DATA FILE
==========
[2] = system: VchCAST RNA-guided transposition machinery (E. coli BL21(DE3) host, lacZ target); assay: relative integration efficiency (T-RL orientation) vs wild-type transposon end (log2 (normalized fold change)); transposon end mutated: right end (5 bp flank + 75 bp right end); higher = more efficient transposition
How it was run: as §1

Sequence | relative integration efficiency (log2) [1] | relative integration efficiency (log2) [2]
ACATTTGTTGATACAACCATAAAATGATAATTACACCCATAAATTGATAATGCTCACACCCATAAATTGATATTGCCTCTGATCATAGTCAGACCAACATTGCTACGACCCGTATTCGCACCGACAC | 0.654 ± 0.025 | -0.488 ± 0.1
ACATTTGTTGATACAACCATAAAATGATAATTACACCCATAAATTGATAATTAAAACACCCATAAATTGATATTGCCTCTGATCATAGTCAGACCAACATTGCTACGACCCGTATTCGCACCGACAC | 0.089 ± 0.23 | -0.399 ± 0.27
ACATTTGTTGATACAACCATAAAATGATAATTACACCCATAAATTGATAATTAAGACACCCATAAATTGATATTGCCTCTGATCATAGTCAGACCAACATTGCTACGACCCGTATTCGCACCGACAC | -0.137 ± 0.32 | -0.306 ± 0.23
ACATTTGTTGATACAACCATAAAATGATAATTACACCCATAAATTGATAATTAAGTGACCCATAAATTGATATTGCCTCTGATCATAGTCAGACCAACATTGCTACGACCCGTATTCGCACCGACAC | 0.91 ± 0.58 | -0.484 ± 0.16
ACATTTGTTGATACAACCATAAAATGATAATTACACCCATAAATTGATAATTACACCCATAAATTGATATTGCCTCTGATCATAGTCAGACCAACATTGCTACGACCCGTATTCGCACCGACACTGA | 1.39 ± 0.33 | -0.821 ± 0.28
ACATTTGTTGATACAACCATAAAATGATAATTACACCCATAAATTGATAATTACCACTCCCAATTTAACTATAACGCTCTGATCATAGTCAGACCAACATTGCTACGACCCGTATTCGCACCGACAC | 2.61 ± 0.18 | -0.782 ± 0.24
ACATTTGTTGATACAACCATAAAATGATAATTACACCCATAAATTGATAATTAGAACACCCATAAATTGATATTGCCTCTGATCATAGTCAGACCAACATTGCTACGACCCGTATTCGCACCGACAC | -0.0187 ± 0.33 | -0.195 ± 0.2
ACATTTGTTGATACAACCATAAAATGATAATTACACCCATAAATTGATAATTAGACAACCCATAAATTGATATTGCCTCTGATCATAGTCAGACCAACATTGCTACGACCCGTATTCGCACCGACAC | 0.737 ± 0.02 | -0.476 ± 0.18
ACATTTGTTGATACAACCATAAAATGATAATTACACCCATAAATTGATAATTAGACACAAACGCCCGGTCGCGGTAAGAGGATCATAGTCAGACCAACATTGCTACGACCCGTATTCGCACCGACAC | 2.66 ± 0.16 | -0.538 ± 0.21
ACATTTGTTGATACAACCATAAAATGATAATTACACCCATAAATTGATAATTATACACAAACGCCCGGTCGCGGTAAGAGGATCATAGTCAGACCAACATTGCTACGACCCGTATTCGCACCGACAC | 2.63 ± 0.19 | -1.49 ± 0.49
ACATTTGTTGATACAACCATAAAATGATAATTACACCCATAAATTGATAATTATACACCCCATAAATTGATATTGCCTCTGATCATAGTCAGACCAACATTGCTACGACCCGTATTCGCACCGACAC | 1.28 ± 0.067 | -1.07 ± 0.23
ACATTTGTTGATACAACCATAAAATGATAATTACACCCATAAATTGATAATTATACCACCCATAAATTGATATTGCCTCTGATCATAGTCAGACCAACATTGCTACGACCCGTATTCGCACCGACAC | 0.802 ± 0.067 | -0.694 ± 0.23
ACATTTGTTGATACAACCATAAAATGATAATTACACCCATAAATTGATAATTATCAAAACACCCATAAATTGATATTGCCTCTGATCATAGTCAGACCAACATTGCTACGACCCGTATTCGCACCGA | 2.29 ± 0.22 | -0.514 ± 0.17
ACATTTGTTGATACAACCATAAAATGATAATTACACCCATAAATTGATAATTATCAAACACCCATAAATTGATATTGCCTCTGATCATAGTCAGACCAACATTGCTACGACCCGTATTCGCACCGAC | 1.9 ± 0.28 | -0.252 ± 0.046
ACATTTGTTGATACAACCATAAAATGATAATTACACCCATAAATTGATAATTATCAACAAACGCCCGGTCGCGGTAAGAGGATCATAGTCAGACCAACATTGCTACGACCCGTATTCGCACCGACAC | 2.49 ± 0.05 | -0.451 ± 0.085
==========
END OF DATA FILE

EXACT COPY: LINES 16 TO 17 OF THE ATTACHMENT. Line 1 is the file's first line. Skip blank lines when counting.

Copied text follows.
ACATTTGTTGATACAACCATAAAATGATAATTACACCCATAAATTGATAATTATCAAAACACCCATAAATTGATATTGCCTCTGATCATAGTCAGACCAACATTGCTACGACCCGTATTCGCACCGA | 2.29 ± 0.22 | -0.514 ± 0.17
ACATTTGTTGATACAACCATAAAATGATAATTACACCCATAAATTGATAATTATCAAACACCCATAAATTGATATTGCCTCTGATCATAGTCAGACCAACATTGCTACGACCCGTATTCGCACCGAC | 1.9 ± 0.28 | -0.252 ± 0.046